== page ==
Hi Kent: Thanks for the suggestions. I appreciate this a lot. I've
been writing Jython for a while now but I'm still no expert. Your
improvements look good to me.
I wrote my version as a class so I could implement a recursive
pattern. My earlier, non-class, attempts wound up recursing by
passing in the new directory path as your rewritten script does. I
found that without using self.variable that the recursive call would
pass the variable by reference and the new iteration would operate on
the original dir parameter.
I'm going to re-read the Jython docs on how variables work in Jython.
On Apr 17, 2006, at 5:22 PM, Kent Johnson wrote:
> Frank Cohen wrote:
>> I often find myself needing an os.walk()-like function when
>> working with file directories in Jython 2.1. I published a short
>> "how to" article describing an approach I use to walk a directory
>> tree in advance of Jython offering os.walk.
>> Please let me know your feedback, comments, criticisms. I'm open
>> to all.
> mmm...a few comments...
> os.path.walk() is not too hard to use and it is available in Jython.
> Your solution seems overly complicated. I don't think you gain
> anything from making it a class, it could be a single function walk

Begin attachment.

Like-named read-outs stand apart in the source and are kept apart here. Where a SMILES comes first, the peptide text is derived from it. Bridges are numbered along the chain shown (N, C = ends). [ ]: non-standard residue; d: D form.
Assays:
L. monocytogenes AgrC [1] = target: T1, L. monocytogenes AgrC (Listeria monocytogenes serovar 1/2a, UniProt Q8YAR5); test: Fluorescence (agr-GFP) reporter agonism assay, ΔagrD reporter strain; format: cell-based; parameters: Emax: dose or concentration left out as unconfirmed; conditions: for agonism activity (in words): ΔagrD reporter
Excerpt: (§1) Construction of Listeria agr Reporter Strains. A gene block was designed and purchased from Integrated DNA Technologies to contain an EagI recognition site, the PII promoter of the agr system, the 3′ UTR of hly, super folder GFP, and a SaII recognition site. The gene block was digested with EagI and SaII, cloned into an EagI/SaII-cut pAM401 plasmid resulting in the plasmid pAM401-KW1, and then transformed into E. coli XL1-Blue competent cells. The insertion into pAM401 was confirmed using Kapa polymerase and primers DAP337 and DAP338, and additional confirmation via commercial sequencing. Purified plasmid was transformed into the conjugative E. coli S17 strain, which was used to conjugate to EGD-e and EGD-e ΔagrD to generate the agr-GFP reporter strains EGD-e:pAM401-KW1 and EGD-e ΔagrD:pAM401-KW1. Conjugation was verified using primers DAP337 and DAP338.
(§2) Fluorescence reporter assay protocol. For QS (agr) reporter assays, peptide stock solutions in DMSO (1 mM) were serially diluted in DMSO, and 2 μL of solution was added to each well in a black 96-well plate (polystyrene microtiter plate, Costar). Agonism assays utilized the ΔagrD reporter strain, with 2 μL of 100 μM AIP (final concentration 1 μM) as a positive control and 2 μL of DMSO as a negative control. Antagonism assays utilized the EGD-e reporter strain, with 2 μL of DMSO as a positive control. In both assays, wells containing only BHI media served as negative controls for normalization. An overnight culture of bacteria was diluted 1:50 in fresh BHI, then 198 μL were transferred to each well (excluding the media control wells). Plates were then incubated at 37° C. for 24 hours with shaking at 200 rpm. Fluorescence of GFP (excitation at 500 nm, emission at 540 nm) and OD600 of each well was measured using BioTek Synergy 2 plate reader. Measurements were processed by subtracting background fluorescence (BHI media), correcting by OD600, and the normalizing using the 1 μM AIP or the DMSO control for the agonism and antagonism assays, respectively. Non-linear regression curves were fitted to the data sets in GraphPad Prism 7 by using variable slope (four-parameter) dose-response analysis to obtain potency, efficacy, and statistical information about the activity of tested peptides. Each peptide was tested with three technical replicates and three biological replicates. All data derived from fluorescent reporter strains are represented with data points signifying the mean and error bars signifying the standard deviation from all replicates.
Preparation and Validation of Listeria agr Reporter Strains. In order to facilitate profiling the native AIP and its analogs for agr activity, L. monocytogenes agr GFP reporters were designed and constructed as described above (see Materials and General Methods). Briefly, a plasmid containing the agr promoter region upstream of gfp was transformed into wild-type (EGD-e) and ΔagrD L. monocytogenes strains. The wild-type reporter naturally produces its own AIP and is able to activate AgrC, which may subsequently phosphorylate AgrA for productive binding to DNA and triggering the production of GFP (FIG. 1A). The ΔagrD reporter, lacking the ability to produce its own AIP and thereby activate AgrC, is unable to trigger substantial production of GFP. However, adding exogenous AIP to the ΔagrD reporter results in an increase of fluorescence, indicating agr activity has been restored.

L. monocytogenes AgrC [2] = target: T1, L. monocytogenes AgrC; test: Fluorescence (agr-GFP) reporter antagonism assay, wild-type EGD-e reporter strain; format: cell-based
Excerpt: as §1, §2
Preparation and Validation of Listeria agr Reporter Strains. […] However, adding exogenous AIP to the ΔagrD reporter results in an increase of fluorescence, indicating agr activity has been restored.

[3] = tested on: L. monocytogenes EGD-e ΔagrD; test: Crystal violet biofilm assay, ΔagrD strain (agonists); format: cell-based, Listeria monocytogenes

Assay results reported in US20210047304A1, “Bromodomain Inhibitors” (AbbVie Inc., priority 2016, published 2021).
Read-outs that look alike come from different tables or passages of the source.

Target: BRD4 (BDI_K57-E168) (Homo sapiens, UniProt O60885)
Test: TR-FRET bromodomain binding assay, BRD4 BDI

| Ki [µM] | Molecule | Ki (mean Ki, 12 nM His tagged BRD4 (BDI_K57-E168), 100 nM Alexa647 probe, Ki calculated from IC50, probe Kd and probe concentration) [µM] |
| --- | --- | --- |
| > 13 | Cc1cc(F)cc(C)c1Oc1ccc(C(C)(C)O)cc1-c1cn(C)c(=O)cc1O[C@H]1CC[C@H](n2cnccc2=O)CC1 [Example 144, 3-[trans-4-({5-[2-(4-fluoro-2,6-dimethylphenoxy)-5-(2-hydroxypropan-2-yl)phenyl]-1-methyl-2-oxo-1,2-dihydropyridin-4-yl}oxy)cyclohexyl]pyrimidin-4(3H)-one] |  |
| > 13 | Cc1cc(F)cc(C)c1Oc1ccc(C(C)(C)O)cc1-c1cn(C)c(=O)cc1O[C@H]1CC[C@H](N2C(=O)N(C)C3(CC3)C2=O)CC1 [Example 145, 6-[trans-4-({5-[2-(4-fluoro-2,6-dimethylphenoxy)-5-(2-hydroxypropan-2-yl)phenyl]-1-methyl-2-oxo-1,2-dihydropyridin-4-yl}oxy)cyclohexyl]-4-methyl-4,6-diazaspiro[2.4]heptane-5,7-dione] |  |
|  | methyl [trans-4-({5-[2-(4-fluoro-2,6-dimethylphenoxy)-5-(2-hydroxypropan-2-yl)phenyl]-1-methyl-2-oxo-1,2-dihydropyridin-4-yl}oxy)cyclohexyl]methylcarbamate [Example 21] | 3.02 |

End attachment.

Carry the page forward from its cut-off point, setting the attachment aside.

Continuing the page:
> (directory, process).
> If you do want to make it a class, there is still no reason for
> process, f, fullpath, dw and s to be instance variables, they could
> be local variables of walk().
> You require that process have a method tallyxml(). A better
> interface would be to just pass a callable. If you want to use
> process.tallyxml then pass that as the callable.
> You only process XML files, if you want it to be more general you
> could pass a filter function as well as the processing function.
> if fullpath[-4:].upper()=='.XML' - I think I prefer if
> self.s = str( self.fullpath ) - you don't use this value.
> So I would write it something like this (without a filter function)
> def walk( dir, process ):
> '''walk a directory tree'''
> print "dir =", dir
> for f in os.listdir( dir ):
> fullpath = os.path.join( dir, f)
> if os.path.isdir( fullpath ) and not os.path.islink
> ( fullpath ):
> walk( fullpath, process )
> if os.path.isfile( fullpath ):
> print f
> process( fullpath )
> Hmm, I wonder how hard it would be to write a real version of
> os.walk() in Jython...
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